RTA continues to debate how much and when to ask for tax hike
CLEVELAND, Ohio—For trustees of the Regional Transit Authority, the question doesn’t seem to be whether to seek the authority’s first tax hike since its founding but what kind, how much and when.
Trustees weighed the pros and cons of different taxes and times at a special meeting Tuesday morning. Trevor Elkins urged a measure in November. Sonny Nardi and Valarie McCall warned about the dangers of haste.
Among absent members, President Dennis Clough and trustee Leo Serrano have already said they thought it was too late for November.
Members tended to support a sales tax over property tax as more likely to pass. The board would have to approve a measure by Aug. 8 to put it on the November 6 ballot.
There was no debate today about RTA’s needs. State aid for transit has plummeted, sales tax receipts have slumped, and a deal last year between the state and federal governments denied counties and transit agencies sales taxes on Medicaid payments for managed care. Those taxes gave RTA $20.2 million per year on average, or about seven percent of its operating budget.
Leaders said RTA is crucial for residents’ needs and the region’s growth. The authority takes people on 40 million trips per year, 60 percent of them for work, 23 percent for school and 9 percent for health care.
Brian Wright, a leading local campaign professional invited to the meeting by the board, presented pros and cons of a tax bid this November, next May and November 2019. He said this November’s election would have the biggest turnout and the most sympathetic one to taxes.
But he warned that it would be hard to wage an effective campaign that soon. He thinks the board would have to raise roughly $750,000, enlist support from many local leaders, get broad community input and fine-tune a campaign message accordingly.
Joe Calabrese, RTA’s chief executive officer and general manager until September, said it would be helpful to wait for the results of two studies not due until after November’s election: a Greater Cleveland Partnership study of RTA’s operations and a Cleveland State University study of RTA’s economic impact.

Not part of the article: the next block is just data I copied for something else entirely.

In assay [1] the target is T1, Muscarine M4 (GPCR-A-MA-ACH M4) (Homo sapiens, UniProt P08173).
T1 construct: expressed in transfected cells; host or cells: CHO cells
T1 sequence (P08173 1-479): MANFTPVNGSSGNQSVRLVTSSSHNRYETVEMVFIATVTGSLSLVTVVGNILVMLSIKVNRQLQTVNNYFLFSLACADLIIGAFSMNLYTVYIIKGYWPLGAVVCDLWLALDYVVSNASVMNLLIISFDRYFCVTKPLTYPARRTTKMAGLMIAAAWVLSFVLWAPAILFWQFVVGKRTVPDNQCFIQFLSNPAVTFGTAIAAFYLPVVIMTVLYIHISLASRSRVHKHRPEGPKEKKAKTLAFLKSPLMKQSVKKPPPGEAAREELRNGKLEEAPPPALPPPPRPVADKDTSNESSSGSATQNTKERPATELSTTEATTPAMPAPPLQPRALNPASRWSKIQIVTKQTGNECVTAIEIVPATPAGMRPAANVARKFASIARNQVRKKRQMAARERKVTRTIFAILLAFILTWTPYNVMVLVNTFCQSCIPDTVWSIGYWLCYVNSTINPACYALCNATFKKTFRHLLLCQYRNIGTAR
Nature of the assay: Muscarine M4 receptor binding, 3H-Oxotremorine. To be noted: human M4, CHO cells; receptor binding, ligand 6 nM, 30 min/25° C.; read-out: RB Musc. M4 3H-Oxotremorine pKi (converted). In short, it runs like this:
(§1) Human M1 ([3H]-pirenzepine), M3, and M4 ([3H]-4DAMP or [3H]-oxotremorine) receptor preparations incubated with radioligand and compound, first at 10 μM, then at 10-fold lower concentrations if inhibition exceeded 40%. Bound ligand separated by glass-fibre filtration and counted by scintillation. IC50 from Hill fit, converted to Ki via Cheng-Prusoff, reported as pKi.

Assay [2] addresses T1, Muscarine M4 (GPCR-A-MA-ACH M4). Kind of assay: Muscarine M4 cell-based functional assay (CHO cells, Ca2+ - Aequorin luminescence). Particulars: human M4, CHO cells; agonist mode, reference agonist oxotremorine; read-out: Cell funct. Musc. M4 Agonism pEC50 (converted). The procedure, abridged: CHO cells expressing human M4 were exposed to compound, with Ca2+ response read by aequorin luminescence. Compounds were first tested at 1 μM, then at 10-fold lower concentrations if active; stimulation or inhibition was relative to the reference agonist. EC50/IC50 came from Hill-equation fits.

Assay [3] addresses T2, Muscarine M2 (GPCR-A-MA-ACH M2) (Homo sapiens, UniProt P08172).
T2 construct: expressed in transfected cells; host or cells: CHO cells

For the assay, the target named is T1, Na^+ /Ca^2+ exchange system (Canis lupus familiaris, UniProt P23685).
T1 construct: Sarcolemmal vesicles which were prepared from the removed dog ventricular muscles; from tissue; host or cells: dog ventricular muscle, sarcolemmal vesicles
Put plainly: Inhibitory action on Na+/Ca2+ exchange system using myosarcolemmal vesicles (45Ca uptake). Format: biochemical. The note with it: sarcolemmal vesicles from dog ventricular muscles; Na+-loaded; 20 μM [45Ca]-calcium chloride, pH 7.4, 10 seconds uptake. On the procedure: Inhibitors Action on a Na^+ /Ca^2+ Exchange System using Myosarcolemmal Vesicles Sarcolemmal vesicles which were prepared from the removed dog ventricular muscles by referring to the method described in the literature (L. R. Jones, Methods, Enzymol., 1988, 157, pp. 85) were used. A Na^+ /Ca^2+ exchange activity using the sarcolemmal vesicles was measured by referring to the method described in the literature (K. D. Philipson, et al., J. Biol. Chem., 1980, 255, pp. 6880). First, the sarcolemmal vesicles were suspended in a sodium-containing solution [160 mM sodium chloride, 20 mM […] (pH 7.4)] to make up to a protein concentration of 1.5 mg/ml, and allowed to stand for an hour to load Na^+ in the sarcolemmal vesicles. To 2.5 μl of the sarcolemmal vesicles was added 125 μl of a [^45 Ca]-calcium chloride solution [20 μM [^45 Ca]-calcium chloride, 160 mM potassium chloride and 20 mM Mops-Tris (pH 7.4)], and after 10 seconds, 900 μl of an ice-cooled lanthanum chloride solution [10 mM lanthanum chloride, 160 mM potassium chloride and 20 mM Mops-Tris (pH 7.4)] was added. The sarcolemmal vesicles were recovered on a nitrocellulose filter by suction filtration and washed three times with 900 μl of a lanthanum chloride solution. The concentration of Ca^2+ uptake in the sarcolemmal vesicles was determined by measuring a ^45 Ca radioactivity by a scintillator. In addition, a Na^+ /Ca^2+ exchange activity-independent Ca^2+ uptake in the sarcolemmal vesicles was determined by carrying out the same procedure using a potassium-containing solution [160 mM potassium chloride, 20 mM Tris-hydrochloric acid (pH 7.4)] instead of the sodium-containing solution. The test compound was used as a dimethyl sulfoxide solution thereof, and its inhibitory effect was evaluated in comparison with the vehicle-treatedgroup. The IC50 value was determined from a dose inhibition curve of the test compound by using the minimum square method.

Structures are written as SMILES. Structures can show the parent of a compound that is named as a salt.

Calabrese reviewed the authority’s needs, including a backlog of about $500,000 in capital improvements, mostly to replace obsolete trains.
“We can maintain our current operations through the rest of ’18 and ‘19, but in ’20 the board would have a choice to either find new revenues at the calamity of our customers and the region,” he said.
After the meeting, Calabrese said flatly that he thought it was already too late to pass a tax in November.
RTA began in the 1970s with a 1 percent sales tax. It could ask voters for up to 1.5 percent total. Each 0.1 percent would raise about $20 million.
RTA could also seek a property tax. Each mill – $1 per $1,000 of assessed property value – would raise about $26 million per year.
Calabrese said 90 percent of the nation’s transit tax measures passed last year. But opposition is spreading from Americans for Prosperity, an anti-tax group founded by industrialists Charles and David Koch. Local and state leaders have said they’re ready to fight any RTA tax.
Trustee Elkins said the sooner RTA tries the voters, the more chances it will have to try again. “If we fail, we sharpen our message.”
But Trustee McCall said, “We need a lot of things to move forward. We have got to take the temperature of the residents of Cuyahoga County. I just don’t know how we’re going to do that by August .” She said the board could always pay for a special election if necessary.
Several audience members urged haste. “We can’t ask people to continue to suffer because you guys were slow,” said Marvin Ranaldson of the advocacy group Clevelanders for Public Transit.
But George Zeller, an economist and an emeritus member of RTA’s Community Advisory Committee, said a hasty measure would probably fail, making it harder to pass one next year.
The board plans to call another special meeting about taxes before the Aug. 8 deadline.